I’m not a huge fan of stories about stories, or those that explore the ins and outs of reporting a breach. But occasionally I feel obligated to publish such accounts when companies respond to a breach report in such a way that it’s crystal clear they wouldn’t know what to do with a data breach if it bit them in the…
ICO Opens Consultation on Code of Practice to Protect Children’s Privacy
n 12 April 2019 the Information Commissioner’s Office opened the consultation on 16 standards concerning the protection of children’s privacy that online services must meet. The draft of the code was first introduced by the Data Protection Act 2018, now named “Age appropriate design: a ...
Bounty Pregnancy Club fined £400,000 for Illegal Data Sharing
The Information Commissioner’s Office (ICO) issued a fine of £400,000 for careless data handling of 14 million people’s data (34.4 million records) with 39 organisations between June 2017 to April 2018…
The Information Commissioner’s Office (ICO) issued a fine of £400,000 for careless data handling of 14 million people’s data (34.4 million records) with 39 organisations between June 2017 to April 2018.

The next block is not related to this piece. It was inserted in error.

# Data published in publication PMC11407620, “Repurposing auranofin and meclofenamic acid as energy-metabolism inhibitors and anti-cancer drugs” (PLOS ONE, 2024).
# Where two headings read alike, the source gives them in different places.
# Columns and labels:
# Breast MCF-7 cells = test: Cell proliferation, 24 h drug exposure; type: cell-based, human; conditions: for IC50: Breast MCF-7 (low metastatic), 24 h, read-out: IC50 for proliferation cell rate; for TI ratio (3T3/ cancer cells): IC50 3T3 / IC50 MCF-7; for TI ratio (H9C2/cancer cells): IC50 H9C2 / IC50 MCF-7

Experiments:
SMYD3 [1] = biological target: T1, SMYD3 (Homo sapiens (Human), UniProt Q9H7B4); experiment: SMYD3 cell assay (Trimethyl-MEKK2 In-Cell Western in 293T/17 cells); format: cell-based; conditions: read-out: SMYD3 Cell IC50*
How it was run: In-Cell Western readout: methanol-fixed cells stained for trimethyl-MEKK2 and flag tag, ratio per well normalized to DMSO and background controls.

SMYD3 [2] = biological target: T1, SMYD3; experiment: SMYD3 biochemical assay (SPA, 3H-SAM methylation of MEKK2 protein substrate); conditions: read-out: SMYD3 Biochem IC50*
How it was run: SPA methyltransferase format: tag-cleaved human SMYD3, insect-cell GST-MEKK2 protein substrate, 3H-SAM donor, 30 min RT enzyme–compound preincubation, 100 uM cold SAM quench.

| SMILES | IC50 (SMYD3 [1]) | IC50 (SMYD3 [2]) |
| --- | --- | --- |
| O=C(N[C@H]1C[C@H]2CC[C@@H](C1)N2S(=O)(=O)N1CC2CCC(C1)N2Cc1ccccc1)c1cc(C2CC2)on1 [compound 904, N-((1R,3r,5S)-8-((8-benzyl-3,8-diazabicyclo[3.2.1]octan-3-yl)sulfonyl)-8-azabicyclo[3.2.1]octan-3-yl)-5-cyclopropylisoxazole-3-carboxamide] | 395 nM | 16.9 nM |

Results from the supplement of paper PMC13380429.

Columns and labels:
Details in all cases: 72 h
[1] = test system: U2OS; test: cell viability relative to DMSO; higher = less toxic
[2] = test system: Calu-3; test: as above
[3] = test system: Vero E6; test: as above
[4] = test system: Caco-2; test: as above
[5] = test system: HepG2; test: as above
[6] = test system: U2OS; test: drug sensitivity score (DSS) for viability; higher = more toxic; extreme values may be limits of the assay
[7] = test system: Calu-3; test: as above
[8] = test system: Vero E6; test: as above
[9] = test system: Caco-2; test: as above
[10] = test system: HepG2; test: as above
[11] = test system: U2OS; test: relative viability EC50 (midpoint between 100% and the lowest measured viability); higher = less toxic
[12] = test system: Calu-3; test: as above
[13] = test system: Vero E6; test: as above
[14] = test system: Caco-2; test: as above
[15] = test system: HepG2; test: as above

The ICO investigation found that the company gathered information through its website and mobile apps, merchandise packs and they have previously been criticised for sending sales reps to target new mothers in their hospital beds shortly after childbirth. The information that was shared included personal information such as the birth date and gender of children and as stated by the regulator, “likely to have caused distress to many people, since they did not know that their personal information was being shared multiple times with so many organisations, including information about their pregnancy status and their children.”
“The number of personal records and people affected in this case is unprecedented in the history of the ICO’s investigations into the data broking industry and organisations linked to this,” said Steve Eckersley, ICO director of investigations.
Following the ICO’s findings, the company has said that they have reformed their data handling processes.
“In the past, we did not take a broad enough view of our responsibilities and as a result, our data-sharing processes, specifically with regards to transparency, were not robust enough”, said Bounty’s managing director, Jim Kelleher.